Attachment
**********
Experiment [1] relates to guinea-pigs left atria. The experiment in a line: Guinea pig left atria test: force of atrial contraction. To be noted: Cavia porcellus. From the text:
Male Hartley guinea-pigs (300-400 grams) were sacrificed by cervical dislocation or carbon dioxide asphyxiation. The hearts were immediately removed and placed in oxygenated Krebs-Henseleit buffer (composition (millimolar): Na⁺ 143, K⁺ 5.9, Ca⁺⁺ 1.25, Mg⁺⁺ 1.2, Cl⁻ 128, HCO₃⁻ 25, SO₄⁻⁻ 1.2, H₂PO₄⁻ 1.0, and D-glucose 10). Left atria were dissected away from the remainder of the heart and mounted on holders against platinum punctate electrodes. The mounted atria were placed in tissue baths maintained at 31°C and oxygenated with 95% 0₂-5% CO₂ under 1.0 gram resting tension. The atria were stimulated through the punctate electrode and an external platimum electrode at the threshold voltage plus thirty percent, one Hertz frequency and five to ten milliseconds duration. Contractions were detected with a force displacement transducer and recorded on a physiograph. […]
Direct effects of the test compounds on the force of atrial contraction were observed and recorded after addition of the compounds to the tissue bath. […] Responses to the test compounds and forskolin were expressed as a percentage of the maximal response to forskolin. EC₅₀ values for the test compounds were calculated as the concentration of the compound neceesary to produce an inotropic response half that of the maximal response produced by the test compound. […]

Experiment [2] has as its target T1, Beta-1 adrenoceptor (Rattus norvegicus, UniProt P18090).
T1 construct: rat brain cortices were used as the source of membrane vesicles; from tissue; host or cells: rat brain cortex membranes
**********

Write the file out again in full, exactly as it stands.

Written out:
Experiment [1] relates to guinea-pigs left atria. The experiment in a line: Guinea pig left atria test: force of atrial contraction. To be noted: Cavia porcellus. From the text:
Male Hartley guinea-pigs (300-400 grams) were sacrificed by cervical dislocation or carbon dioxide asphyxiation. The hearts were immediately removed and placed in oxygenated Krebs-Henseleit buffer (composition (millimolar): Na⁺ 143, K⁺ 5.9, Ca⁺⁺ 1.25, Mg⁺⁺ 1.2, Cl⁻ 128, HCO₃⁻ 25, SO₄⁻⁻ 1.2, H₂PO₄⁻ 1.0, and D-glucose 10). Left atria were dissected away from the remainder of the heart and mounted on holders against platinum punctate electrodes. The mounted atria were placed in tissue baths maintained at 31°C and oxygenated with 95% 0₂-5% CO₂ under 1.0 gram resting tension. The atria were stimulated through the punctate electrode and an external platimum electrode at the threshold voltage plus thirty percent, one Hertz frequency and five to ten milliseconds duration. Contractions were detected with a force displacement transducer and recorded on a physiograph. […]
Direct effects of the test compounds on the force of atrial contraction were observed and recorded after addition of the compounds to the tissue bath. […] Responses to the test compounds and forskolin were expressed as a percentage of the maximal response to forskolin. EC₅₀ values for the test compounds were calculated as the concentration of the compound neceesary to produce an inotropic response half that of the maximal response produced by the test compound. […]

Experiment [2] has as its target T1, Beta-1 adrenoceptor (Rattus norvegicus, UniProt P18090).
T1 construct: rat brain cortices were used as the source of membrane vesicles; from tissue; host or cells: rat brain cortex membranes